J. Kenji Alt is a serious, possibly crazy (in a good way) burger fiend, having attempted to make a Blumenburger and successfully eaten 12 burgers in eight hours. Now you can read his report about two of the most popular fast food burgers in Colombia and how they compare to their American counterparts. Learn more about Kenji in his Grilled interview or check out his blog, Goodeater.org.
I was recently down in Colombia killing ducks and going to my fiancée’s sister’s wedding and took the opportunity to research a story for the Boston Globe on Colombian street food. Being the hardcore burgervore that I am, I also wanted to use the opportunity to do a comparison of Colombian burgers vs. American burgers. But knowing all too well that there’s such a wide variance in opinion on what makes a great burger (and already holding a bias against your average Colombian restaurant burger because they almost always mix onions and spices into the meat—a big no-no for me), I was at a dilemma.
Colombia doesn’t have the types of restaurants or burger styles we consider normal in America. There’s no pubs serving 9-ounce flame-grilled patties, no ice-cream stands griddling up 4-ounce beach burgers, no diners steaming sliders. Instead, you’ve got big hacienda-esque restaurants with Italian-themed burgers with mozzarella and marinara, or small family-owned restaurants with menus consisting of arepas, mojarra, rice fried with soy sauce (arroz tai), alongside handmade meatloaf burgers.
I’m not saying I couldn’t find good burgers amongst all the other incredible food Colombia has to offer; all I’m saying is that I couldn’t think of a good benchmark to compare them to the American burger experience.
Until the last day, that is. I was at the airport heading home when I spotted the great burger equalizer: the fast-food court.
So here now, a two-round match-up pitting two Colombian fast food chains (both found at the Bogotá airport), and two American fast food chains (one in Miami, and one in Boston).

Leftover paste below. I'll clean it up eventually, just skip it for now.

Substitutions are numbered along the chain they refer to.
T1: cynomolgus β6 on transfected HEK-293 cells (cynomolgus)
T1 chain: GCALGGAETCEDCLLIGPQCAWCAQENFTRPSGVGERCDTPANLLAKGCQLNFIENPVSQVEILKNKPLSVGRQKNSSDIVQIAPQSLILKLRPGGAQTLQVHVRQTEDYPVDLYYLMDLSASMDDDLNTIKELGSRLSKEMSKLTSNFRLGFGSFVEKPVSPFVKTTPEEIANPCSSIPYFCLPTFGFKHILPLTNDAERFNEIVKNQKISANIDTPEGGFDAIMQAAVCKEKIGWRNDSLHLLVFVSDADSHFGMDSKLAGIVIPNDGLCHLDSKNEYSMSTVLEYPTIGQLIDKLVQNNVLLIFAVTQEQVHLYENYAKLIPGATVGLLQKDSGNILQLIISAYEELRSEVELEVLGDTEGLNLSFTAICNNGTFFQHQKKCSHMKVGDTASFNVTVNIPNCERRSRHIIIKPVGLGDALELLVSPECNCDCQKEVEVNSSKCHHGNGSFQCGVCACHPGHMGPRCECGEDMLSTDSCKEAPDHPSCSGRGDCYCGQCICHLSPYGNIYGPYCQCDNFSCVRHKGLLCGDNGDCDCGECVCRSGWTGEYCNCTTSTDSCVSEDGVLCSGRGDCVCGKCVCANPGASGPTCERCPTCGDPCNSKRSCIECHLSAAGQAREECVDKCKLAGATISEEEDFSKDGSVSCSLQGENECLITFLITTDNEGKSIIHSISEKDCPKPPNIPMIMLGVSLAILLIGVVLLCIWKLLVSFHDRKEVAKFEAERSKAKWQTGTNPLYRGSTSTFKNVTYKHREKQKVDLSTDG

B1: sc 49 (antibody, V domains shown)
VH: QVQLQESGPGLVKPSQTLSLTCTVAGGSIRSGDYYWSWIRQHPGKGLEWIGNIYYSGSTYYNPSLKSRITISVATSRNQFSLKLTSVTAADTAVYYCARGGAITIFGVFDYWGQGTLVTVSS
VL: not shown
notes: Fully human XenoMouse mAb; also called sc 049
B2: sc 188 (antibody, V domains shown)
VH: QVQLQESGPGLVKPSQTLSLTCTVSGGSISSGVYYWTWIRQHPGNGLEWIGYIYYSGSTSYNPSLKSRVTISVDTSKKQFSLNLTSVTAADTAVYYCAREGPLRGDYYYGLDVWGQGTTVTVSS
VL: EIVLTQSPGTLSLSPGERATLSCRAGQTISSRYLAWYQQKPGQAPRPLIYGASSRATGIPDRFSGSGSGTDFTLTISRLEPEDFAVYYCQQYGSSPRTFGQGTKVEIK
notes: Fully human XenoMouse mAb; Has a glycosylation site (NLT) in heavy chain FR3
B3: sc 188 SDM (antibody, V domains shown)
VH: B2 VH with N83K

Round 1: El Corral vs. McDonald’s
El Corral is Colombia’s biggest burger chain. The concept of fast food, for better or for worse (I’d say for better), has not exactly caught on in Colombia yet (our El Corral order took nearly 20 minutes to fulfill, compared to the 47 seconds at McDonald’s). But while it’s not uncommon to see someone walking down the street eating a cheese-filled arepa or corn-on-a-stick, the norm is for people to sit down or lean at an outdoor stand as they consume their meal. Even though El Corral serves what many Americans would consider to be a “fast food” style hamburger (i.e., thin, ordered at a counter, and served in a disposable wrapper), especially in locations outside the airport, you’d be most likely to sit down and treat the thing like it was a real restaurant meal (albeit a low-end restaurant meal). This is the one with the faux-hacienda locations.
El Corral’s schtick is their toppings—they boast over 16,000 combinations! Sure, you can get the plain old cheeseburger with lettuce, tomato, and onion, but you can also get the Italian with mozzarella and marinara. Or you can get Criolla with mozzarella, fried egg, and “exquisite” grilled onions. Feel like having something from up north? The Mexicana’s got American cheese, guacamole, and spicy refried beans. You get the picture.
The burgers themselves come either the classic griddled, or for a few hundred pesos more, grilled. I obviously opted for griddled and made sure to get the same toppings that I’d be able to get anywhere: cheese, lettuce, tomato, onion, and their default sauce.
McDonald’s, you all know. I go for the Big N' Tasty, because it sports the same lettuce, tomato, and onion topping combo (forgot the cheese—whoops!)
On to the contest.
Size: El Corral’s monster patty has the Big N' Tasty feeling Small N' Wasty. This burger’s a meal before you even get to the toppings or fries.
Toppings: El Corral’s got a slice of cold cheese (to be fair, I could have opted for the “Queso Fundido,” aka Cheez-Wiz), a pretty underripe tomato, decent onions, and watery iceberg. McDonald’s has no cheese (whoops again!), a pretty underripe tomato, decent onions, surprisingly fresh and flavorful green leaf—and here’s the kicker—pickle. Pickles were woefully lacking from every burger I had in Colombia. I’ll have to remember to carry around a jar with me next time. This may be the first time that a McDonald’s burger looked nearly as good as the menu photo! Good work, McDonald’s workers of Miami.
Bun: El Corral’s first major loss: artificial butter flavor. It reminded me of the Country Crock I used to put on my toast back in the days when I was still in my Winnie-the-Pooh pajamas, I still got up an hour early to watch Mr. Wizard, and margarine was better for you than butter. McDonald’s has got no butter, but in my book, no butter is better than fake butter.